The following is an excerpt from Scott Kelby’s The Flash Book. Enjoy these flash tips to improve your images!
Why We Need to Shoot in Manual Mode
For my everyday photography (travel, sports, portraits in natural light, etc.), I generally shoot in aperture priority mode (A or Av mode on most cameras), where I pick the f-stop and my camera automatically picks the proper shutter speed for me. But, when it comes to using flash, this is when I switch to manual mode because, believe it or not, it’s easier.
That’s right, it makes using flash a breeze, and what we do in manual mode is so easy, even if you’ve never shot in manual mode before, you’ll totally “get” this. One big reason it’s easier is that, with the flash system I’m teaching you, you’ll have a starting place (a specific shutter speed setting and a starting f-stop) each time you use your flash (in fact, if you’re shooting indoors, you might not even change these settings at all—you just dial ‘em in and those are your settings for the shoot. They’ll stay the same the whole time.
The only thing you’ll do is take a test shot, and if you think the flash looks too bright, you’ll turn down the brightness setting of the flash. If you think it’s too dark, you’ll turn it up. How simple is that?). So, even if you’ve never shot in manual before, you will have absolutely no problem doing the simple stuff we need to do using the flash system this book is based upon. Okay, let’s start with what controls what. There are three controls on your camera that affect your flash photography, and we’ll start with shutter speed on the next page.
Shutter Speed Controls the Light in the Room
Take a look at the image above, in the center. The flash on her is pretty balanced with the light in the room behind her, but if I decided I wanted that light in the room darker, in real life, I’d walk over to the dimmer switch on the wall and turn down the lights, right?
That wouldn’t affect the flash, it would just affect the lighting in the room, right? Well, that’s exactly how shutter speed works. If I wanted the background behind her darker, I would raise the shutter speed, maybe up to 1/200 of a second or even 1/250 (if my flash allows me to go that high and still stay in sync). Doing that darkens the room light behind her, just like turning down the dimmer switch on the wall. The problem with this awesome metaphor is there’s no dimmer switch when you’re shooting outside, but that is precisely why this technique is so awesome: because it works outdoors, too, making the background behind your subject darker, even outside. (I know. Mind blown!) Now, just so you totally get this, take a look at all three photos above. Notice that even when I change my shutter speed, and the background gets darker (by raising the shutter speed to a faster amount), or brighter (by lowering my shutter speed to maybe 1/60 of a second, or 1/30 of a second, or even less), the amount of light from my flash hitting my subject doesn’t change. It’s the same amount of light on her in all three shots. That’s why you can think of shutter speed as the dimmer switch for the existing light whether you’re inside or outside.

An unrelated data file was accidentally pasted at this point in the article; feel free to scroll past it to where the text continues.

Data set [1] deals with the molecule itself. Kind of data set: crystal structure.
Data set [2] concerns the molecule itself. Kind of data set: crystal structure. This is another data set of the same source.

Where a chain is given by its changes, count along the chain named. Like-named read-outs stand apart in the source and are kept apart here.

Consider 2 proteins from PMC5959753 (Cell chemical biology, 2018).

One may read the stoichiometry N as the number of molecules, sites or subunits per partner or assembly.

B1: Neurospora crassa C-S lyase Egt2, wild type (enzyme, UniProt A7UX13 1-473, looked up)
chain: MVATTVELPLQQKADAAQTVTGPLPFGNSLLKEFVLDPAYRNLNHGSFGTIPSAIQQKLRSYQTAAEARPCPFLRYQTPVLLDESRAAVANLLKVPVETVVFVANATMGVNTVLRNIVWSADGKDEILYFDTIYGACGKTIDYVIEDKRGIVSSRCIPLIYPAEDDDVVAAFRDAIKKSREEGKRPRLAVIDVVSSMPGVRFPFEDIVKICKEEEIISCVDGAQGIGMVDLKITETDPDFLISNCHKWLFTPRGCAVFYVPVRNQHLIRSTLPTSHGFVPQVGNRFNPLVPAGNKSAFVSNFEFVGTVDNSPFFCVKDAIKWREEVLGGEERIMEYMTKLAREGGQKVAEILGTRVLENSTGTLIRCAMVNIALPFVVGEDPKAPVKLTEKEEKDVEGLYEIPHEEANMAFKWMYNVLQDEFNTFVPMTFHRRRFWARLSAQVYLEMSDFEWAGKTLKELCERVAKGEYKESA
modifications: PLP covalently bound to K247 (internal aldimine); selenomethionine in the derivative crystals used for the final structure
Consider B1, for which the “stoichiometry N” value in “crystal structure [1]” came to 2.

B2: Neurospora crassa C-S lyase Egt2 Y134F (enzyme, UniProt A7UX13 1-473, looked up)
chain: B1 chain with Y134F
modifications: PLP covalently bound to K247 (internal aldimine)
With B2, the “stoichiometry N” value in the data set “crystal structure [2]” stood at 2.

F-Stop Controls the Brightness of the Flash
You already know there’s a power control on the back of your flash, and you can turn the brightness (power) up or down using that control. But, what if you’re just an incredibly lazy person, and you don’t want to change the power of your flash using the up/down control? Well, then you’re going to love the fact that you can change your f-stop to brighten and darken the flash without affecting the existing room light much at all (or the natural light outdoors). Take a look at the three shots above. The one in the middle is pretty balanced between the room light, and the amount of flash I’m using, but if I raise my f-stop (let’s say my current f-stop is f/5.6, and I raise it numerically to f/8 or f/11), the flash goes down in brightness but the background pretty much stays the same. Why? Because only my flash is lighting my subject (the background is lit with the room lighting indoors or the sun outdoors). Look at the shot on the right. That’s what happens if I lower my f-stop (let’s say it’s still at f/5.6) down numerically to f/4 or f/2.8. My flash gets brighter on my subject, but notice that the room light, in all three shots, never changes. (Pop-quiz: What changes the light in the room? That’s right, the general manager of the hotel. Or, if he’s not available, you can use your shutter speed.) “So, Scott, I just want to make sure I have this correct, are you saying that I can change the brightness of my flash by either: (a) changing the power setting on the flash, or (b) by changing my f-stop?” Yes, that’s what I’m saying. Boom! (Drops mic.) “That is incredibly helpful to know.” Sorry, I can’t comment any further, I already dropped the mic.